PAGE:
• A new image of galaxy Centaurus A combines views from various observatories
  • It shows bright jets spewing out from the center, where a supermassive black hole is
  • The areas around black holes are said to host some "spectacular light shows"

Of the beautiful and mysterious objects in the universe, black holes don't usually have a reputation for shining bright. In a new image, however, the black hole at the center of a galaxy can be seen hosting quite a brilliant light show.

Centaurus A (Cen A) is a galaxy in the Centaurus constellation some 12 million light-years away from the Earth. It is the "fifth brightest galaxy in the sky," according to NASA.

This week, NASA shared a new image of the well-studied galaxy, showing a combination of the views from various observatories: the Chandra X-Ray Observatory, the Imaging X-ray Polarimetry Explorer (IXPE) satellite and the European Southern Observatory in Chile.

Perhaps the most striking part of the image is the bright light coming from the center of the galaxy. The brilliant light is actually from the supermassive black hole at the center of the galaxy, NASA noted. And the bright jet spewing from the upper left part of the image even extends as far as 13,000 light-years away from the black hole.

"Black holes may be shrouded in darkness, but they can still put on quite a light show!" NASA Universe noted in a tweet.

Now, one may wonder why it's so bright when black holes are notorious for being quite dark. The gravitational pull of a black hole's event horizon — essentially its "surface" — is even said to be so strong that not even light can escape it.

But in the image, the black hole is said to be too small to be seen. The bright light we can see is the jets of material spewing out from the feeding black hole.

"In the center of this galaxy is a supermassive black hole feeding off the gas and dust encircling it, and large jets of high-energy particles and other material spewing out," NASA explained. "Also visible is a dust lane, wrapping around the middle of the galaxy, which may have resulted from a collision with a smaller galaxy millions of years ago."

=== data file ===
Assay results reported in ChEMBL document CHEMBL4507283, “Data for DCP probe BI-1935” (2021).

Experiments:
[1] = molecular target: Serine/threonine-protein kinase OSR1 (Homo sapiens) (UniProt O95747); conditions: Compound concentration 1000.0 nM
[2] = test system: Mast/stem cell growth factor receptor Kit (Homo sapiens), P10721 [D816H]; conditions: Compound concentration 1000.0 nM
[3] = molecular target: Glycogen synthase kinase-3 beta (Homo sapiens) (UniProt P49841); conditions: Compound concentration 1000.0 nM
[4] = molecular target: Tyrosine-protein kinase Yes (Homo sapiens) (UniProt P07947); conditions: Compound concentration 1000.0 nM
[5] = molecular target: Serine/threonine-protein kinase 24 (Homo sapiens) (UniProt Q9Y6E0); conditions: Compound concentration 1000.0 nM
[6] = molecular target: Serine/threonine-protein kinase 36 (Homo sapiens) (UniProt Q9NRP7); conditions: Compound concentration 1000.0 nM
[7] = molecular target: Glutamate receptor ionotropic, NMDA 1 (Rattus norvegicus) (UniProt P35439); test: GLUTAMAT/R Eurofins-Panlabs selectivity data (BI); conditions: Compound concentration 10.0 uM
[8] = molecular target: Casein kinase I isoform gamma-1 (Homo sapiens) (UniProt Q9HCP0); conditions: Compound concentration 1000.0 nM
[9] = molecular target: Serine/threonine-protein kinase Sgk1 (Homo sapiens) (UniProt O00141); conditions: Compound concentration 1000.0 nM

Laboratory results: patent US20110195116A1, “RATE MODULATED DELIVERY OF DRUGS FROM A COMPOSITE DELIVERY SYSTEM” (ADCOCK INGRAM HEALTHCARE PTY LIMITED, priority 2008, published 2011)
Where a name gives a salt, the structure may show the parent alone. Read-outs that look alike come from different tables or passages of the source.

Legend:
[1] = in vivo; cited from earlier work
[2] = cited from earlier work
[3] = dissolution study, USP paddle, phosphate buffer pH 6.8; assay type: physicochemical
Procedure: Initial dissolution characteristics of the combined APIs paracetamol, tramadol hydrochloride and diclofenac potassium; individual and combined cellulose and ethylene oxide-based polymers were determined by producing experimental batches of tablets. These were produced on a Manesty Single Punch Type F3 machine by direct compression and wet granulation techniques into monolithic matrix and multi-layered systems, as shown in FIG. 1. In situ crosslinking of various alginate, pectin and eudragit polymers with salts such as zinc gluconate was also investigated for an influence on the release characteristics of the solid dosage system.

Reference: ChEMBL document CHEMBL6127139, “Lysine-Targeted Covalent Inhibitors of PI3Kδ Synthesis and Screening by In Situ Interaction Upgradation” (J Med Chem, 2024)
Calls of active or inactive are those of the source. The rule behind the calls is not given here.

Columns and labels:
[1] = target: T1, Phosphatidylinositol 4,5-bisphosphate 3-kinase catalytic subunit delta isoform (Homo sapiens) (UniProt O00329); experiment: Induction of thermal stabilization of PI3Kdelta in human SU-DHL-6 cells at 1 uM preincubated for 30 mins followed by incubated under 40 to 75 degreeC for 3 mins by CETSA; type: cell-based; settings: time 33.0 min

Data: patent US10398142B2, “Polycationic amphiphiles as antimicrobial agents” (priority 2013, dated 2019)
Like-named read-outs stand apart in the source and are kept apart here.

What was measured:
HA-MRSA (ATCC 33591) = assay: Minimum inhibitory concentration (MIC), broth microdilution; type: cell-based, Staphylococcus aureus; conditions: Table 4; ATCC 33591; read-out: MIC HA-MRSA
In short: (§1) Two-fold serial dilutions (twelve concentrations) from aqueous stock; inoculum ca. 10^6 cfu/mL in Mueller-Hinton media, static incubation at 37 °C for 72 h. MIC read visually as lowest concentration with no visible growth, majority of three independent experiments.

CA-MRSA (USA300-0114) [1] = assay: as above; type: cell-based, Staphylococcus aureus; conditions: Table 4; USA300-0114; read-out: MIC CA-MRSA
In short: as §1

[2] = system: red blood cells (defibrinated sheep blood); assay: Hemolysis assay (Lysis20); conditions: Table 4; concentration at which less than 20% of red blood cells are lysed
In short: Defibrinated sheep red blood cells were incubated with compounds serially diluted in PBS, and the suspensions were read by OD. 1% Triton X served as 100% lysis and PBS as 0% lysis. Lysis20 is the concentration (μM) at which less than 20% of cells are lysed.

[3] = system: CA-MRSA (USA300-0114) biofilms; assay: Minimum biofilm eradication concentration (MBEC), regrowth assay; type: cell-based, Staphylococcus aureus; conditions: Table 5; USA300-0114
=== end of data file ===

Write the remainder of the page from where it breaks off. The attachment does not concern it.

The new image was released in time for this week's event: Black Hole Week. It provides a rather different view of black holes, which are often pictured as dark and empty.

As NASA said, even though even light can't escape the event horizon, "the areas around black holes can host some of the universe's most spectacular light shows!"

Indeed, the image shows just how bright and awe-inspiring these events can be.

Black Hole
Astronomers found evidence that the corona of a black hole is what drives its evolution. Pictured: A composite X-ray (blue), radio (pink and green), and optical (orange and yellow) image of the galaxy Centaurus A is shown in this image from space. A broad band of dust and cold gas is bisected at an angle by opposing jets of high-energy particles blasting away from the supermassive black hole in the nucleus. The arcs of multimillion-degree gas appear to be part of a projected ring 25,000 light years in diameter. The size and location of the ring indicates that it may have been produced in a titanic explosion that occurred about ten million years ago. Getty Images/NASA